Italian Study Looks at Dyslexia Signs in Pre-Readers

April 10, 2012

Italian Study Looks at Dyslexia Signs in Pre-Readers

For 1 in every 10 students, learning to read will be a far more difficult exercise than it should be. For a variety of reasons, literacy and learning to read, a skill unique to the human being, can take longer and/or seem impossible for many children who are plagued by a neurodevelopmental disorder known as dyslexia. For years, a diagnosis of dyslexia was often delayed until a student reached the primary grades and struggled to acquire the same grade-level reading skills as his or her peers. Auditory and speech processing delays are a characteristically seen as a sign of dyslexia in earlier developmental stages. However, with the variety of other cognitive and learning disabilities plaguing our children these days, the dyslexic diagnosis is not always appropriate and, even if it is, it may often be delayed. This has been a continual problem for educators, parents, and researchers alike since it is firmly established that children diagnosed with dyslexia earlier in life are far more likely to overcome their learning disability quickly and keep pace with their peers once they are given the tools they need to thrive. The Study With this goal in mind, an Italian research team led by Andrea Facoetti from the University of Padua conducted a three year study of children in that country. The findings of Facoetti’s team point towards visual attention deficits, rather than language delays, as a more reliable predictor of dyslexia in pre-readers. The study called “A Causal Link between Visual Spatial Attention and Reading Acquisition” was published online April 5 in Current Biology. The report goes over the research which looked at children from the pre-reading kindergarten age through second grade. The team discovered that a dyslexia diagnosis was far more likely among children with visual attention problems early on. As Facoetti explains, “This is a radical change to the theoretical framework explaining dyslexia. It forces us to rewrite what is known about the disorder and to change rehabilitation treatments in order to reduce its impact.” Additional Findings The report covers several aspects of the team’s study and ultimately makes several important conclusions about literacy and reading education in general. This includes the following:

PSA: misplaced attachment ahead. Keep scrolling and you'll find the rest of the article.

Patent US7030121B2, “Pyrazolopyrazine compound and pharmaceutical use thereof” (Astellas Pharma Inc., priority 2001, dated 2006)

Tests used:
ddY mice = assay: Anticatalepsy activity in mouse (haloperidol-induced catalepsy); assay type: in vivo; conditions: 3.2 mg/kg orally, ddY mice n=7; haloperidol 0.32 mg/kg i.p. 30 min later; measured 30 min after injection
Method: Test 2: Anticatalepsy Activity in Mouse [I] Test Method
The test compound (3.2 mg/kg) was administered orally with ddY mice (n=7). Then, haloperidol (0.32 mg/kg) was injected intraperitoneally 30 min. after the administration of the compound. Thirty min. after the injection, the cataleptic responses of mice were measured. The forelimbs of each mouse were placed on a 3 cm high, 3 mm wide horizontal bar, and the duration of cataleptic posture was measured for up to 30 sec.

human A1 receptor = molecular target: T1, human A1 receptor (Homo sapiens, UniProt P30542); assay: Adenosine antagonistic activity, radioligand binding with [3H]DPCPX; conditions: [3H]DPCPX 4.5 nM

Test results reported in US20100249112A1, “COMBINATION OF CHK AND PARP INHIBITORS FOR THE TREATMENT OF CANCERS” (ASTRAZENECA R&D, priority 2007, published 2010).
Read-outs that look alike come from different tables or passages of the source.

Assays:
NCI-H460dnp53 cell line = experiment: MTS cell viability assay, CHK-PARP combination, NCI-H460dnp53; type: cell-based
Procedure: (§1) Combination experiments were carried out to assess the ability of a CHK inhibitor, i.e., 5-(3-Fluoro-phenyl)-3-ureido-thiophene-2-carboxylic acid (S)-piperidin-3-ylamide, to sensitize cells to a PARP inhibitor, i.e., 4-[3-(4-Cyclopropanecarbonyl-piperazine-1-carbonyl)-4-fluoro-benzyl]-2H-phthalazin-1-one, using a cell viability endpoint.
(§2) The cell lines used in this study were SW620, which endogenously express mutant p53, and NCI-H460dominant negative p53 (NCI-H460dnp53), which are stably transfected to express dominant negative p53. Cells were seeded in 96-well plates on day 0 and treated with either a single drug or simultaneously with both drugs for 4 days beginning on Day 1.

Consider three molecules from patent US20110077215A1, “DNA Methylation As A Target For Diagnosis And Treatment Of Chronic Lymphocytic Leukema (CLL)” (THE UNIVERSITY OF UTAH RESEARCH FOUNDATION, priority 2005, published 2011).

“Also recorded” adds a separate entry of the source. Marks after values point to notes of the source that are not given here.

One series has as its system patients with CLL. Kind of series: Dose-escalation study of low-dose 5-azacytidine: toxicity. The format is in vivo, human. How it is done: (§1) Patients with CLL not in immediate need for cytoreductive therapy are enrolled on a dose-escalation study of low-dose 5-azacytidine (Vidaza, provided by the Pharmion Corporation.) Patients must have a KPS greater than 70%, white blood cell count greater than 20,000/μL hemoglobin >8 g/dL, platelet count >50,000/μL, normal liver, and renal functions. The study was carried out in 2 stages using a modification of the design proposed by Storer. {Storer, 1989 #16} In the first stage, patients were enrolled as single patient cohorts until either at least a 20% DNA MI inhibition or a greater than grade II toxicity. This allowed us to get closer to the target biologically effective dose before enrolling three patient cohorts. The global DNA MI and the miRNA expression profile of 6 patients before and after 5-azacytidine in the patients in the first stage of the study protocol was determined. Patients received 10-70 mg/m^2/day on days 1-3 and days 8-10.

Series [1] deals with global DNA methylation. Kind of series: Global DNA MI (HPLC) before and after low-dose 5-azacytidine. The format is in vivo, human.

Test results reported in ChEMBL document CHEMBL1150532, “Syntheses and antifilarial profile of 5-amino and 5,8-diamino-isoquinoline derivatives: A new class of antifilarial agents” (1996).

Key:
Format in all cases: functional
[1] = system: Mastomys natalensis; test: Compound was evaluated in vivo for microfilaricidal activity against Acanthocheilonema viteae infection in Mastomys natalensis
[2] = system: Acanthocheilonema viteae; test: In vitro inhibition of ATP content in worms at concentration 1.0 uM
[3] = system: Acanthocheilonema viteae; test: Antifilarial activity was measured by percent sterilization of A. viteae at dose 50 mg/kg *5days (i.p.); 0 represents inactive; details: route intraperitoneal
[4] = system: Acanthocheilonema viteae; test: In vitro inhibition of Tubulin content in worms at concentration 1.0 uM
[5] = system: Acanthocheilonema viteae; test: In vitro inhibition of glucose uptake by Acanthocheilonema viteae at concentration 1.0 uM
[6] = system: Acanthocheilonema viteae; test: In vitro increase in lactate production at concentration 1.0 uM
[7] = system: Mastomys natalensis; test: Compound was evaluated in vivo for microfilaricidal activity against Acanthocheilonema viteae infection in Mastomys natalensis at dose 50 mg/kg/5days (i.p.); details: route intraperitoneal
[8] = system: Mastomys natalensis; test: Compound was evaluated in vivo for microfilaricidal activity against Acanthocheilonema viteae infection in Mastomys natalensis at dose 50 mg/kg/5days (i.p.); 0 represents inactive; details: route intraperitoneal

• When they are pre-readers, poor readers will show impaired visual search and spatial cuing.
  • When they are pre-readers, approximately 60% of poor readers display a visual-attention deficit.
  • Preschoolers’ visual attention abilities predict future reading acquisition.
  • For all students, efficient visual-attention is crucial in order to learn to read, independently of phonology.
Future Implications Though certainly not as popular in the news media as autism or ADHD, dyslexia is a real problem in schools. With 10% of all students struggling with this disorder, accurately identifying the early warning signs can make a huge difference in each child’s ability to acquire reading skills and subsequently maintain grade-level. Though the findings of this study are still new, their implications for the future of literacy education among preschoolers is a major step in the right direction.



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